I’ve decided to pay tribute to my late-mother this Easter. And I’m going to use traditional Maltese ravioli (ravjul) to do it.
Yasmin Noone

18 Apr 2019 - 10:17 AM  UPDATED 18 Apr 2019 - 10:36 AM

I am grieving. There’s been no way to hide it, so I’ve just chosen to admit it.  

This painful sensation appeared when my beautiful Maltese mother – who loved nothing more than cooking for hours at a time in her own kitchen – died three months and four days ago.

The hard thing about grief is that it’s something you have to learn to manage in order to continue in life, but you have to work out ‘how’ to manage it without the help of the person you’re mourning. After going through what felt like the motions each day, I figured out that there was really only one way I was going to heal. I decided to cook my way through my grief this Easter. And I’m going to use traditional Maltese ravioli (ravjul) to do it.

I always assumed that the oversized ricotta ravjul mum made from scratch every year at Easter was just a gigantic ravioli accident. 

Why ravjul?

I was only a child when I first learnt about what ravjul even was. I was familiar with the term ‘ravioli’ and the sight of the small round or square Italian pasta shapes that often came with a fork prick decoration on top. But because I never saw ravjul sold in Sydney’s suburban shops, I always assumed that the oversized ricotta ravjul mum made from scratch every year at Easter was just a gigantic ravioli accident. It was typically served with nothing but parmesan and parsley, a little seasoning and a passata-based tomato sauce, as a sort of garnish. 

It took my innocent childhood self a few years to officially notice the Easter ravjul trend and work out that this pasta dish was, in fact, part of my life as a first generation Maltese-Irish Australian. Mum later told me that her father, my nunnu, used to cook ravjul on Good Friday back in Malta when she was a child and her childhood memory quickly became mine.

“You only need a few on your plate because they’re so large,” I remember my mum saying, talking me through how she had always made them. “You only need a bit of sauce to give it flavour. And no meat: it’s Good Friday and you should be fasting!”

So this year, I’m going to use ravjul to help me heal. 

Maybe my memory has become selective since her passing, but I honestly believe that mum made ravjul for Good Friday lunch for what seemed like almost all of her adult life. 

Of course, there were exceptions, like when she was too sick to cook. Two years ago in the lead up to Easter, mum was confined to an isolated hospital bed as she battled lymphoma with her rosary beads in hand. While we were fearful she wouldn’t survive, she was fearful that she would have no ravjul to serve and eat at Easter. She was tough, even when she was sick, and managed to convince me to use my time, not spent at the hospital worrying about her, to make ravjul so that she could eat it on Good Friday when she got out.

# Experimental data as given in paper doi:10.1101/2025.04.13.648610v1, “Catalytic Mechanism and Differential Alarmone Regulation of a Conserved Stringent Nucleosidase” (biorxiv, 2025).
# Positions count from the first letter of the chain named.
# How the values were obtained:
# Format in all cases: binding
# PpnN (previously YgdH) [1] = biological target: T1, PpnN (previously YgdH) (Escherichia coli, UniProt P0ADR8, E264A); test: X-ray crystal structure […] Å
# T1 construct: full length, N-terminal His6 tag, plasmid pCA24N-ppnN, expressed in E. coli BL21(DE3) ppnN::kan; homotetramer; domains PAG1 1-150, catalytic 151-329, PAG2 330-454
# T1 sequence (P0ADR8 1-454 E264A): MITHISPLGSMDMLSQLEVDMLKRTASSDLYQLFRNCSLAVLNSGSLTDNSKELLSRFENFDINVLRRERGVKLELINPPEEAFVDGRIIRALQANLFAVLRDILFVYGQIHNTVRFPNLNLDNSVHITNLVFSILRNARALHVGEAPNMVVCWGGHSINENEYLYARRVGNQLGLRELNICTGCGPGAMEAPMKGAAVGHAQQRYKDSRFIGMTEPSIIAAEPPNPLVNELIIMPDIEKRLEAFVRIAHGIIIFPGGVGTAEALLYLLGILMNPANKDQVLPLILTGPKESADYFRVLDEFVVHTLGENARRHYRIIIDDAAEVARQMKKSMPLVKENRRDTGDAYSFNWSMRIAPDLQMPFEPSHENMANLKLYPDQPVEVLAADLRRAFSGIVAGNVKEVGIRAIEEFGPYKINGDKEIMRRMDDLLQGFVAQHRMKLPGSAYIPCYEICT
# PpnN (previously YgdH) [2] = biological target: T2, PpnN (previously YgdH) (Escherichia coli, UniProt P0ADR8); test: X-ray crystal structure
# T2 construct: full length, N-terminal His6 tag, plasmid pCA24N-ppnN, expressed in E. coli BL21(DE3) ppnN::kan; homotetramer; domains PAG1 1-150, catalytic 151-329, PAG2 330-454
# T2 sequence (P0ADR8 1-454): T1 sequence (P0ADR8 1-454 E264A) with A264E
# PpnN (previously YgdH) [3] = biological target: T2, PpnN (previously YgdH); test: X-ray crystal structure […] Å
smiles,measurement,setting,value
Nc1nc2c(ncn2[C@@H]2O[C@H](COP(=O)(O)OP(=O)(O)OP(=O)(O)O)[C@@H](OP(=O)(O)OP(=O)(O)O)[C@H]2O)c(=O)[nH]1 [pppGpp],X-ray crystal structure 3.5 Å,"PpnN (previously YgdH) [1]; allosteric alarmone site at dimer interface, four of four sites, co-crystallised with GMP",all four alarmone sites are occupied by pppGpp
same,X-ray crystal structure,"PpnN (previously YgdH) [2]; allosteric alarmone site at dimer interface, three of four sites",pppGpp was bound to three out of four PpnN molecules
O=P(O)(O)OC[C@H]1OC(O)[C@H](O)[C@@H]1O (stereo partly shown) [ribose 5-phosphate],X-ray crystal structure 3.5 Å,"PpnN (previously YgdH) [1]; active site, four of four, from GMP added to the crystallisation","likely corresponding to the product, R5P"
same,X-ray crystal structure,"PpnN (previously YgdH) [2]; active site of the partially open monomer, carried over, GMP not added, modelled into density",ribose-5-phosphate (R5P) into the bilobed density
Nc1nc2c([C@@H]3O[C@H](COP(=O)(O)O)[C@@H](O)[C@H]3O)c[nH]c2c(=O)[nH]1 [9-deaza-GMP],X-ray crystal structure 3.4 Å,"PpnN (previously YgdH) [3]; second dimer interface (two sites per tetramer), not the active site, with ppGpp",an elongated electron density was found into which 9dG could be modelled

“It was important,” she insisted, repeatedly. The ricotta was in the fridge, as were the Chinese dumpling wrappers (her makeshift way to cheat at making ravjul during illness) so I had no excuse. Even a nurse by her bedside told me that if I wanted her to settle, I better go home and make the ravjul. I still remember staying up until midnight cursing that leaky basket of ricotta, as I continued the tradition feeling emotionally exhausted. 

True to her promise, mum recovered and on Good Friday, she got to eat the amateur version of ravjul I had pre-made for her. While none of us had the ability to heal her body, I really believe the powerful act of eating those Maltese ravioli – steeped in her childhood memories and faith – gave her comfort, and helped to heal her soul.

So this year, I’m going to use ravjul to help me heal. And without a Chinese wonton wrapper in sight.

The secret lies in using fresh, full-fat ricotta (straight out of the basket if you can get it), while also nurturing the homemade dough - making sure to never overwork it and to always give it plenty of time to rest. I’ll use fresh parsley from mum and dad’s garden to sprinkle over the top of the parmesan cheese and the tomato sauce that will merely kiss the giant ravioli. 

When I finish cooking, I will sit with my loved ones, eat my plate of ravjul and be filled with love and appreciation that I got to enjoy 40 years of my life learning all the lessons that she so gently taught me.

If it weren’t for my mother, I wouldn’t know about the ceremonial power of cooking and of the importance of forging an emotional connection to food. And I certainly wouldn’t know that Maltese ravjul weren’t simply gigantic ravioli gone wrong.

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